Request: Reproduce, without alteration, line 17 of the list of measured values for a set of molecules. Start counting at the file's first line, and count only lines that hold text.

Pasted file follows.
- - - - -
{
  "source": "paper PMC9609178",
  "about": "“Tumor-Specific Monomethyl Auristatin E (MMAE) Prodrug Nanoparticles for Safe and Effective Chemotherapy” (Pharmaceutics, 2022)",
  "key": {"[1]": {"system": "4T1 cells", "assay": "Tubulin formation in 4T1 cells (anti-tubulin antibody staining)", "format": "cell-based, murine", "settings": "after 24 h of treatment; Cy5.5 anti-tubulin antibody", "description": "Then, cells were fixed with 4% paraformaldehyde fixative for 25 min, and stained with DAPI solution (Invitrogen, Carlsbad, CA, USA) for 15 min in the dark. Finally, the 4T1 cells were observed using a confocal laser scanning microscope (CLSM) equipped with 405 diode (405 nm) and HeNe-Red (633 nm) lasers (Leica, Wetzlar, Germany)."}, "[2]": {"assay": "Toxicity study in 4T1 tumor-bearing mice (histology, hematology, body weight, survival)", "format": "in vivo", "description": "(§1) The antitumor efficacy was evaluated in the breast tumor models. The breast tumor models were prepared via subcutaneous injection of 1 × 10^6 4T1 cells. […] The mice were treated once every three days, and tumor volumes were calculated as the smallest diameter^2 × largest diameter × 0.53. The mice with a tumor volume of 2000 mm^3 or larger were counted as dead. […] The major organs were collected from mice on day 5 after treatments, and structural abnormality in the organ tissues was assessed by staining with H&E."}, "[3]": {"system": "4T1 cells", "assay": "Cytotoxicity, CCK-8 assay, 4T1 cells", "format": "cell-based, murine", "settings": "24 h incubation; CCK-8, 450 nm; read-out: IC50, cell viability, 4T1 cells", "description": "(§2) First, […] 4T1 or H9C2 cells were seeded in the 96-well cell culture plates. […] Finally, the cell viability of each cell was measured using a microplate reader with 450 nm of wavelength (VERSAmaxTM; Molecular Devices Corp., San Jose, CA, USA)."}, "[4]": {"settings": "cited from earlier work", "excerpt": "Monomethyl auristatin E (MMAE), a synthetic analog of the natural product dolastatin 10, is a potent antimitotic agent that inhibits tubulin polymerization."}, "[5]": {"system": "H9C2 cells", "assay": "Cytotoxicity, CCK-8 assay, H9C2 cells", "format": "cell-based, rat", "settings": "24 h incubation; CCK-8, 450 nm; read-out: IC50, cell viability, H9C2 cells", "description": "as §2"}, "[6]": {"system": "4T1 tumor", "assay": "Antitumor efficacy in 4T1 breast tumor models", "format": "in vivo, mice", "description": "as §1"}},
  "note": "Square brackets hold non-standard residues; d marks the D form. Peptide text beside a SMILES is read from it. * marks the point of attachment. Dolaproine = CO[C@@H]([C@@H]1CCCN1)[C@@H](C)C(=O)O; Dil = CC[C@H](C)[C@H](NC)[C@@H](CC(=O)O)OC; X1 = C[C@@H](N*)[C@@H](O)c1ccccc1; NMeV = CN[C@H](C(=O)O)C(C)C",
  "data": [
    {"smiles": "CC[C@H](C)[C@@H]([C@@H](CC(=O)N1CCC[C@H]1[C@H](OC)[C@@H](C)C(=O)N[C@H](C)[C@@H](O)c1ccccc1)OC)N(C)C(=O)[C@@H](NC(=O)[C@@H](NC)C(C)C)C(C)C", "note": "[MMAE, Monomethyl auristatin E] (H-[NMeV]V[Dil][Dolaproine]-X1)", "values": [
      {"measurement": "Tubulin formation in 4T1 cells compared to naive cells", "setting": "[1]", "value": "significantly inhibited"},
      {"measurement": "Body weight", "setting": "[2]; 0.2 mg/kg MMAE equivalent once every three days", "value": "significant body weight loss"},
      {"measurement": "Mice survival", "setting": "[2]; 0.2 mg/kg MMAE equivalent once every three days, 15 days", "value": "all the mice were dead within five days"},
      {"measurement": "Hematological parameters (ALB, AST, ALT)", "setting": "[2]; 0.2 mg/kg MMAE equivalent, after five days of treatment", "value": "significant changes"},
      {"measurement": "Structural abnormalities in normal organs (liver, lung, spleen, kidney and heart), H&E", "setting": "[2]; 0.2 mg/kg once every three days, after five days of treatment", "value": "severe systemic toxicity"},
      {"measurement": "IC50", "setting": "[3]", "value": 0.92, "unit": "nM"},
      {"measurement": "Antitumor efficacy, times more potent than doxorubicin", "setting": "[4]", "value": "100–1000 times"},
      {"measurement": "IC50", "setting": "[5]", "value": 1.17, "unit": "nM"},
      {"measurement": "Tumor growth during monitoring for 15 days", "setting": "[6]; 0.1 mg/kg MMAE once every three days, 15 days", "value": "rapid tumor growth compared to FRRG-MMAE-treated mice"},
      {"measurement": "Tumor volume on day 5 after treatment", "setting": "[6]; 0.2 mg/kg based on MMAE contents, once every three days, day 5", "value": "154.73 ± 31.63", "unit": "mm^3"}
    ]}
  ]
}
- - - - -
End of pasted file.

      {"measurement": "Tumor volume on day 5 after treatment", "setting": "[6]; 0.2 mg/kg based on MMAE contents, once every three days, day 5", "value": "154.73 ± 31.63", "unit": "mm^3"}